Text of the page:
She had “cauliflower” ears, a nose that had been broken multiple times, a small piece of her lip missing, broken teeth, and scars, bruises and bumps all over her body and under her hair.
The fingers on one hand were broken, and she needed help walking when Rocheville spoke to her on Jan. 14.
But she continued to insist that the injuries were the result of mixed martial arts fighting.
Then, late last month, she admitted that she’d never been in an MMA fight.
During a second interview with Rocheville, she detailed numerous beatings, strangulations, and incidents in which she was made to engage in strenuous acts for long periods.
The woman had met Louf on Match, a dating website, and the two had spoken on the phone for weeks, until she joined his gym in the spring of 2012.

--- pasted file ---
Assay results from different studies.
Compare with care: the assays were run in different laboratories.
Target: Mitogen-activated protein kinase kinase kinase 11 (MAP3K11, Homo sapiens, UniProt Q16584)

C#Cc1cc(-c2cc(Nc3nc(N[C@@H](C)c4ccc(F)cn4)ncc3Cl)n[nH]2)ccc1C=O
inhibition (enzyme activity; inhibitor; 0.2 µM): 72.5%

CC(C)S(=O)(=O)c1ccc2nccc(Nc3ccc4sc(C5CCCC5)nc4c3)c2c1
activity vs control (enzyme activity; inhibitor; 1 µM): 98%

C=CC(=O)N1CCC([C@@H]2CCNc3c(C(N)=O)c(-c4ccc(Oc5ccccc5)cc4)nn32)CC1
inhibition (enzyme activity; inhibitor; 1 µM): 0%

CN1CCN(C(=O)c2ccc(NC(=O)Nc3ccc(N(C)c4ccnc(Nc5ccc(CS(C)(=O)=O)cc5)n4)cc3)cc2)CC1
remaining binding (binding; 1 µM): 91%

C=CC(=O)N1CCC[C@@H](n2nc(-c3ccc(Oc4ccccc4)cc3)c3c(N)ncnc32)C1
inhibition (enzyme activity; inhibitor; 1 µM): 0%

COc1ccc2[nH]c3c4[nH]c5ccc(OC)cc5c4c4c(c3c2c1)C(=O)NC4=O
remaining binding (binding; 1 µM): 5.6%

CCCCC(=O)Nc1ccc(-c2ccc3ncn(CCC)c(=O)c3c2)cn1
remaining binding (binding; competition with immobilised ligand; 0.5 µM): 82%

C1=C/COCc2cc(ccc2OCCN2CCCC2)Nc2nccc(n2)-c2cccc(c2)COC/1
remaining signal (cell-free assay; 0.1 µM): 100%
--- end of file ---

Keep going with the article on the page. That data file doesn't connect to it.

Soon, she had moved to his apartment. His controlling behavior escalated, she told the officer. He controlled her phone and her social media pages, and would respond to messages for her.
By the winter, she told police, she was suffering daily beatings, including beatings while she was pregnant. One of the beatings left her with broken teeth.
When her co-workers at Beverly Hospital, where she worked as a nursing assistant, asked her about her injuries, she told them she was doing mixed martial arts fighting. She eventually lost that job. Later, she worked at a Dunkin’ Donuts in Beverly, where, she said, any money she made she was forced to turn over to Louf.
One customer there was so alarmed by her appearance that she gave the young woman a brochure for Healing Abuse, Working for Change (HAWC), a Salem program for victims of domestic abuse.
Her injuries also caught the attention of at least one parent whose child studied at Louf’s studio; when the young woman showed up with massive swelling in her legs following an incident in which Louf sat on her chest until she heard a crack, the parent pulled her child out of the class.